Education Policy | Post Primary | Preschool | Primary | Tertiary | Search


Nats rebates will not solve student debt crisis

Camilla Belich & Andrew Kirton NZUSA Co-presidents

Nats loan rebates will not solve student debt crisis

Students are warning that the National Party's new rebates for interest repayments on loans will not keep graduates in New Zealand or effectively target the $7 billion dollar student debt monster.

"The reason total student debt is well over $7 billion is because of lack of access to allowances and high fees. This policy will not be successful if, at the same time, student fees continue to grow," said Camilla Belich, Co-President of the New Zealand University Students' Association (NZUSA).

"This policy also does little to help those who would really benefit from a debt write off. Mums and Dads at home taking time out of the workforce will not benefit from this policy, neither would those on low incomes. It is a policy essentially of tax rebates for the rich," Belich said.

Don Brash announced a policy this afternoon targeted at keeping graduates in New Zealand. The rebate works by giving borrowers making repayments a rebate on part of their interest that would then be paid directly onto the principle of their loan.

"It is important to see this rebate scheme for graduates in context. When National was last in power student allowance eligibility went down from 85% in 1990 to 36% in 1999 and student fees for university students more than doubled over the same period," said Andrew Kirton, Co-President of NZUSA.

"National refuses to commit to increasing eligibility to student allowances and have not ruled out fee increases. Students and graduates will be seeking a greater commitment to student support before unpacking their bags," Kirton said.


© Scoop Media

Culture Headlines | Health Headlines | Education Headlines

Gordon Campbell: Best New Music Of 2017

Any ‘best of list’ has to be an exercise in wishful thinking, given the splintering of everyone’s listening habits... But maybe… it could be time for the re-discovery of the lost art of listening to an entire album, all the way through. Just putting that idea out there. More>>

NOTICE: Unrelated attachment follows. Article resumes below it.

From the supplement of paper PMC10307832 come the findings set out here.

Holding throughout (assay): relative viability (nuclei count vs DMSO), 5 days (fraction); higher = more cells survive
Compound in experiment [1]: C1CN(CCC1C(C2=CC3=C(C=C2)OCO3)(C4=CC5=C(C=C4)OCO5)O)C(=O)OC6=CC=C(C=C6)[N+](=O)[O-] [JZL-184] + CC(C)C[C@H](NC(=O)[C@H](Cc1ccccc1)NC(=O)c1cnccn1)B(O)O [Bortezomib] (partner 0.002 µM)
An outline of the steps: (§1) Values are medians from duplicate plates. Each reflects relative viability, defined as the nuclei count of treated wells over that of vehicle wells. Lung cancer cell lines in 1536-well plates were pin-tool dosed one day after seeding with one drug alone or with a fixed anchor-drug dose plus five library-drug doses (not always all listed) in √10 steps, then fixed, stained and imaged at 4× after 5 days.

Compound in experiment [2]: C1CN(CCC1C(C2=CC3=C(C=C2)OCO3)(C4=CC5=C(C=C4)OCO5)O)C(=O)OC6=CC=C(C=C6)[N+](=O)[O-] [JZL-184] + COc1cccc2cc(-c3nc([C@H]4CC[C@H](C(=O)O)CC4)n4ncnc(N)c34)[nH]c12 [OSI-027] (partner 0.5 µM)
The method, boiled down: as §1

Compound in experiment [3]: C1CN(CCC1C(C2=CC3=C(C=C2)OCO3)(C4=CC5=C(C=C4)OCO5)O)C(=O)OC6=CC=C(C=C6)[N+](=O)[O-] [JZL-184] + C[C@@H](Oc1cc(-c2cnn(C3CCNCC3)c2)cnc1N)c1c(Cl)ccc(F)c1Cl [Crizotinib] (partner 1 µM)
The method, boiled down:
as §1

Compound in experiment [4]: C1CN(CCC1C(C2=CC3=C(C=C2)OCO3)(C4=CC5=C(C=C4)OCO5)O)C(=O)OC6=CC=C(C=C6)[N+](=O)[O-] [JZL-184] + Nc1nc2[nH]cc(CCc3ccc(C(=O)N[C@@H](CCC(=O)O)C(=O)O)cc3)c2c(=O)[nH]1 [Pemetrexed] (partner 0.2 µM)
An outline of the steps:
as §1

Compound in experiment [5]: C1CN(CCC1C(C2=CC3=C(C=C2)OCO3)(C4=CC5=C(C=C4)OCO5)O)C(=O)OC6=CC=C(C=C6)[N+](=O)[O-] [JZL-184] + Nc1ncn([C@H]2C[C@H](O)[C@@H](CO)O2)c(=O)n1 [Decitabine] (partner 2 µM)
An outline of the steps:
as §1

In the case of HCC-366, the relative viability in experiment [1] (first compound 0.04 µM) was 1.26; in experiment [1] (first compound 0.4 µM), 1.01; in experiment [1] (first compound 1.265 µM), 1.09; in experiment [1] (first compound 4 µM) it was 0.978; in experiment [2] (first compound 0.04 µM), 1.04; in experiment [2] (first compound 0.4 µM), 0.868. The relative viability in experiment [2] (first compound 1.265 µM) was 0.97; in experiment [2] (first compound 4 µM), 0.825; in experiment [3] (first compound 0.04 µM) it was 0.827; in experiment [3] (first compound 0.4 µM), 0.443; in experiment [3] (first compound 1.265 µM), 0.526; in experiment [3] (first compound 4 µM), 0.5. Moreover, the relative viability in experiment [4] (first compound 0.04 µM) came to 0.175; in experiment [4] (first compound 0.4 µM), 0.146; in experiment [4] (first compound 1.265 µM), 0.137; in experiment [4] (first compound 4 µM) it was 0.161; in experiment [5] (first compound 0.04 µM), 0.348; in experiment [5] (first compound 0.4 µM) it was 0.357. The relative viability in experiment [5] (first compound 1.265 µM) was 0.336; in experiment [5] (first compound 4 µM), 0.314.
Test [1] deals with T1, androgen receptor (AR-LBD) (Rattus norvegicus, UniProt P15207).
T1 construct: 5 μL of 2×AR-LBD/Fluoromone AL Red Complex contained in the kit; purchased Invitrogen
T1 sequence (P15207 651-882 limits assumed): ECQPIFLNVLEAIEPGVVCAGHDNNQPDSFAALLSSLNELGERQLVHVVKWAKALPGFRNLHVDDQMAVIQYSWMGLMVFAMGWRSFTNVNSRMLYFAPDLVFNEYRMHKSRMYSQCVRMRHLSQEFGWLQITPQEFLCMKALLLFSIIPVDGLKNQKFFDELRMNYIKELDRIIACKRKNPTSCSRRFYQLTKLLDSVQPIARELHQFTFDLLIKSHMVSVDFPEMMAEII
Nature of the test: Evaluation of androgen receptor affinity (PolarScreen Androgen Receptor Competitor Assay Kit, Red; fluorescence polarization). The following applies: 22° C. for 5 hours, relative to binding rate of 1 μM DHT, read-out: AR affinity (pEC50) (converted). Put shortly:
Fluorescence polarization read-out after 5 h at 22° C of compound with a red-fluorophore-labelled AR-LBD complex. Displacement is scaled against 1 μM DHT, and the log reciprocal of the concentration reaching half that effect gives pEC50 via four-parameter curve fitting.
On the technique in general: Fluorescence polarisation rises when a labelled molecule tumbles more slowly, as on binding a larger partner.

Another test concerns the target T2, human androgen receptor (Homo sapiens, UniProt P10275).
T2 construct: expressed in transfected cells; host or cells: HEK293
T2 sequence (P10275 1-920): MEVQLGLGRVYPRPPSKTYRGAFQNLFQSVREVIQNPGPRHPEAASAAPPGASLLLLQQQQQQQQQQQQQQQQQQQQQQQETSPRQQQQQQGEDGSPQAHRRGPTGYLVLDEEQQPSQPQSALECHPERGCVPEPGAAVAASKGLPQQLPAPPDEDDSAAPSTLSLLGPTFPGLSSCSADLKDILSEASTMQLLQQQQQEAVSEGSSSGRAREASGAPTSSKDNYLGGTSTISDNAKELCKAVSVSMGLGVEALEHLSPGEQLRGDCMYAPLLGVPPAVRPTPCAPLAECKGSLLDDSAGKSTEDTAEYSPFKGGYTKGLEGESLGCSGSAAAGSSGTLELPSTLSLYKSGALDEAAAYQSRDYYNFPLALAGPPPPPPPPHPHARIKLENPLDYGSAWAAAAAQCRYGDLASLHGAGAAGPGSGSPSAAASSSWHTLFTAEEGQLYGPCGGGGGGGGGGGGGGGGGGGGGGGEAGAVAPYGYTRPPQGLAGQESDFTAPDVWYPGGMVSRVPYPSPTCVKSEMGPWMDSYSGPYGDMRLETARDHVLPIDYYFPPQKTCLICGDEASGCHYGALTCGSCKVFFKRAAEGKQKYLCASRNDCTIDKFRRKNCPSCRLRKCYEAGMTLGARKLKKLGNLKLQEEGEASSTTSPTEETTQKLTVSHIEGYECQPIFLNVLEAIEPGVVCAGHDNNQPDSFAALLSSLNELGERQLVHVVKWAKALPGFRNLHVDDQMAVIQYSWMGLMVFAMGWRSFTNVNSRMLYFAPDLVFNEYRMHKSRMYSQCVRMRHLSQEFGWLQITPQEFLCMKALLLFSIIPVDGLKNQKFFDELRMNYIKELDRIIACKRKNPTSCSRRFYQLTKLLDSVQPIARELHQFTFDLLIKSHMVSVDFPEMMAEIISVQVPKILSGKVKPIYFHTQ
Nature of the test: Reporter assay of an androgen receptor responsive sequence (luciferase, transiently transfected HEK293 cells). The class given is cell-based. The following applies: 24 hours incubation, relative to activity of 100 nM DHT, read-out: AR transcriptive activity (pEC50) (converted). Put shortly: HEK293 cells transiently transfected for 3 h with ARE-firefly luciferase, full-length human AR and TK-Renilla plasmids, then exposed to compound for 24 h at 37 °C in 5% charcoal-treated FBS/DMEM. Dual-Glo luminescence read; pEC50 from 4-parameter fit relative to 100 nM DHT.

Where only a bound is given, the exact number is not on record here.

Scoop Review of Books: Ten x Ten - One Hundred of Te Papa's Best-Loved Art Works

An idiosyncratic selection by ten art curators, each of whom have chosen ten of their favourite works. Handsomely illustrated, their choices are accompanied by full-page colour prints and brief descriptions of the work, explaining in straightforward and approachable language why it is of historical, cultural, or personal significance. More>>

Scoop Review of Books: Portacom City - Reporting On Canterbury Earthquakes

In Portacom City Paul Gorman describes his own deeply personal story of working as a journalist during the quakes, while also speaking more broadly about the challenges that confront reporters at times of crisis. More>>

Scoop Review of Books: Christopher Pugsley’s The Camera in the Crowd - Filming in New Zealand Peace and War 1895-1920

Pugsley brings to life 25 exhilarating years of film making and picture screening in a sumptuously illustrated hardback published by Oratia that tells the story through surviving footage unearthed from the national film archives. More>>



  • Wellington
  • Christchurch
  • Auckland